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Misinformed? Or mad for a reason?

BCC Staff

During the joint Bandera County River Authority and Groundwater District (BCRAGD) and Bandera City Council meeting Jan. 4, city council member Lynn Palmer called the citizens protesting the extension of city water and sewer lines across the Medina River on SH 173 south for a proposed 120-unit skilled nursing home that will employ 80 “misinformed.”

The citizens were protesting because while they-current city water users-were asked to cut down their water consumption this summer due to drought, the city gave the initial green light to extending its water lines to new water customers. Were protesters, who additionally claimed that the city had broken its own ordinance by agreeing to the extension without first taking it before the city council for approval, misinformed-or just mad?

Mayor Denise Griffin told protesters at the Dec. 20 city council meeting, “all that was done is that a question was asked, “Is it possible?” She told BCRAGD President Jim Chastain at the joint Jan. 4 meeting, after he said that the city had saved enough water by fixing water lines to serve the nursing home, “You’re talking common sense-we’re dealing with people who come to us and say that we turned their water down last summer.”

City council members, along with City Administrator Gene Foerster, attended the BCRAGD meeting in hopes of leaving with a guarantee from BCRAGD that the City of Bandera has enough water in its Lower Trinity Aquifer wells to provide water to additional users.

The city council voted at their Dec. 20 meeting not to serve new customers outside the city limits until a water availability study was completed.

BCRAGD, however, told the city that while Task 2 of the 4-task water study was scheduled for completion by this summer, Task 3 is the part of the water study that will address the city’s water availability and cannot be completed until Task 2 is completed.

Meanwhile, the clock is ticking for the developer who has already received preliminary approval from the county. Although Griffin said that the city had taken no formal action on approving the extension of water lines to the proposed nursing home, Bandera County Commissioners Court granted preliminary plat approval with the agreement that the city could and would provide water and sewer to the proposed subdivision.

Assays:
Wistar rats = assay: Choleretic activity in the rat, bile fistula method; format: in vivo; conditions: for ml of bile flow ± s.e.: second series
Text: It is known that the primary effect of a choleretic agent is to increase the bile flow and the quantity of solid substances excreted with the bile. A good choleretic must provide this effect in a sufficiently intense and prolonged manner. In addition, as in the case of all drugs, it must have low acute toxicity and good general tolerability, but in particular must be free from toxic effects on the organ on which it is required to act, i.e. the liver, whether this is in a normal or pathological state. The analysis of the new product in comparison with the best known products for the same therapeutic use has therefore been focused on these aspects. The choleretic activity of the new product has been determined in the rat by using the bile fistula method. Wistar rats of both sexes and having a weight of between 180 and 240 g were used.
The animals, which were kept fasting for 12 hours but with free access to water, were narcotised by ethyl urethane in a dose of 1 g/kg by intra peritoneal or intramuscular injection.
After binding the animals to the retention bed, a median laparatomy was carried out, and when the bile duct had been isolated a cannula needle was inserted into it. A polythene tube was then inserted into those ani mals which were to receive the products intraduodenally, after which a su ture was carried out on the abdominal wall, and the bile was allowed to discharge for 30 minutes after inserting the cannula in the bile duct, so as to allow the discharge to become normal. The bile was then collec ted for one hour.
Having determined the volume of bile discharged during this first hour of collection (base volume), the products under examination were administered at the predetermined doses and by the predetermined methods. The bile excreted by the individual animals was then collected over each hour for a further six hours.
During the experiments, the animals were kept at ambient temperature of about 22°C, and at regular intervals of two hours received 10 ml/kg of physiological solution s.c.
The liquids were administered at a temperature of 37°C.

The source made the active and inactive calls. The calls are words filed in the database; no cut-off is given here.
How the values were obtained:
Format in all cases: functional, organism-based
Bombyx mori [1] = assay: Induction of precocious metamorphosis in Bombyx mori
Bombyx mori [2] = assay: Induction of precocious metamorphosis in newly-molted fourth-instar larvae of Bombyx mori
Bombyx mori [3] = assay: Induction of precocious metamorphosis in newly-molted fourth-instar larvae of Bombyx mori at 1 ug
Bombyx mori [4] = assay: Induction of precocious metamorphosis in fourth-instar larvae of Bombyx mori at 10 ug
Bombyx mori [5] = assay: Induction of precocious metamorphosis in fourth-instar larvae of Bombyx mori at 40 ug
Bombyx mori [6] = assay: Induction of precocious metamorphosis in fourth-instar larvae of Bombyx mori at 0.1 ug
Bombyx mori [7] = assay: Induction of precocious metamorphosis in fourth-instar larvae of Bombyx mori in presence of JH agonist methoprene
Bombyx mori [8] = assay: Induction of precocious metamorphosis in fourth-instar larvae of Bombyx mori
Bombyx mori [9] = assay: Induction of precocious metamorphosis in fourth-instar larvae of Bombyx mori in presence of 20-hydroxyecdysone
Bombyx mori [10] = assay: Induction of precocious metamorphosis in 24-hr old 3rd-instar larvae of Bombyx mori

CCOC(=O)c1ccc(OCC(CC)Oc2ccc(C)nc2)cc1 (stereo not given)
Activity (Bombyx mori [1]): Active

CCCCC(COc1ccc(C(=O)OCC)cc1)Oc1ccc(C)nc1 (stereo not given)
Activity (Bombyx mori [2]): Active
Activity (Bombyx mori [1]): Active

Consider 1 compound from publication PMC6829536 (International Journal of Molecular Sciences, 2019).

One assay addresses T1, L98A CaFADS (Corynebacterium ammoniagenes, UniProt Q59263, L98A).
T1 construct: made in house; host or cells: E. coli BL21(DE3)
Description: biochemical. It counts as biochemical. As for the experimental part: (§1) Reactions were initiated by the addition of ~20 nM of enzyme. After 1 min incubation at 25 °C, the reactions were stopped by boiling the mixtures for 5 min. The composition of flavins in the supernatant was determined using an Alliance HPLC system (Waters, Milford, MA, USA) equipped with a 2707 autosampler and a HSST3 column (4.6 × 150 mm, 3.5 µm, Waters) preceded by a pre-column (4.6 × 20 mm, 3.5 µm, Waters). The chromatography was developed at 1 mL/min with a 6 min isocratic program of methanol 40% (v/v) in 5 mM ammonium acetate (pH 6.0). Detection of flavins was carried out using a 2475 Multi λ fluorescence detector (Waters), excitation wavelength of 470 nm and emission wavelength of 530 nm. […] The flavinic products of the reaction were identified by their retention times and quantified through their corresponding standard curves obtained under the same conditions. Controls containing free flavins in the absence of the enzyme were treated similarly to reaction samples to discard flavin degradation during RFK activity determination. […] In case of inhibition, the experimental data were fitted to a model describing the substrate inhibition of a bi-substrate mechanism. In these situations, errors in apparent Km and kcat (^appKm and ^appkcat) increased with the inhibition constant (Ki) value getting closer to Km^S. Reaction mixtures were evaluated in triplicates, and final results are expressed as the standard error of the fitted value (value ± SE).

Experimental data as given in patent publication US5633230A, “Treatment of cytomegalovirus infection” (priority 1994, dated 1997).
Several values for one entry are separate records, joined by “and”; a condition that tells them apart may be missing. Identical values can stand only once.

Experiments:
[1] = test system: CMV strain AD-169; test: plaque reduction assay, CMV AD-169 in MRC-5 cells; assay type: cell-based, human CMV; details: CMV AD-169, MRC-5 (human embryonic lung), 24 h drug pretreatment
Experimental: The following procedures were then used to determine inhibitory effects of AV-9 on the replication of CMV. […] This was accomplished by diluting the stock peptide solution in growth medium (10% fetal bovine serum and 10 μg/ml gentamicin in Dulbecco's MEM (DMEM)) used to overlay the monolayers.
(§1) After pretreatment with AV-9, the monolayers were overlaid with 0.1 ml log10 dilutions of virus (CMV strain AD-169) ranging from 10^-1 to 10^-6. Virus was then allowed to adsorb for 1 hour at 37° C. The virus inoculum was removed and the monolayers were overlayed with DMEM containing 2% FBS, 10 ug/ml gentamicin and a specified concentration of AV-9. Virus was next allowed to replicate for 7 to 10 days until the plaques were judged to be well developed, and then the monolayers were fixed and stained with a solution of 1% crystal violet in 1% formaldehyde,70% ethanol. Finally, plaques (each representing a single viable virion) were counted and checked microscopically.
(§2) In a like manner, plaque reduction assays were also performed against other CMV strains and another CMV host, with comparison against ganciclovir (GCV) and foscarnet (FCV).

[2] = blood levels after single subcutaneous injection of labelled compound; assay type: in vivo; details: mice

Griffin wrote a letter to county commissioners Oct. 16 stating, “This is to advise that the City of Bandera will provide utilities to the project to be located at the intersection of SH 173 south and FM 1077. The ability to provide water and wastewater as requested will be dependent on the construction of main lines from the existing mains to the project by the developer. This will require the approval of TxDOT and application for this project has been made by the City of Bandera.”

The county received an additional letter from city engineer Rudy Klein stating, “We have determined that the Nursing Center Subdivision will have an equivalent dwell unit of 150 units. Based on that number, we find that the City of Bandera’s treatment plant does have capacity for the development.”

Klein added, “At the present time, we do not have the elevated tank storage capacity needed. However, the city is currently taking bids for construction of a new 100,000-gallon elevated storage tank which will then provide the capacity needed. We anticipate having the tank online in June 2007.”

Section 11 of the City of Bandera’s regulations state that the following policies and procedures will apply to all connections and extensions: “All extensions of water main facilities must conform to the City’s master plan, ordinances, codes and regulations and must be reviewed by the City Engineer and approved by the City Council.”

City Administrator Gene Foerster defended the city’s actions thus far. He said the nursing home would provide jobs and that extending the water line to more customers would more equally distribute maintenance costs and help prevent pollution. Foerster said that while TxDOT requires a 12-inch water line in their easement, that did not mean that much water would be flowing to the other side of the Medina River. “You can’t push through more water at either end than you have available.”

Foerster said that the city has almost 900 water customers presently. “The Oaks of Bandera increased our water customers by eight percent. The nursing home would increase it by 16 percent. The city council voted to have our staff get with Mr. Jeffery (BCRAGD manager) and go over figures to see if we can get more information on water availability.”

Citizens protesting the extension of the city’s water lines-fearful that serving new customers will deprive them of water-say that the city does not have enough information on water availability to make the decision to extend the lines.

For example, they argue, even if the city can provide the water needed for the nursing home, what about the rest of the proposed subdivision? And what gives the city the right to break its own ordinance and give the county a letter agreeing to provide water before putting the issue before the city council for a vote?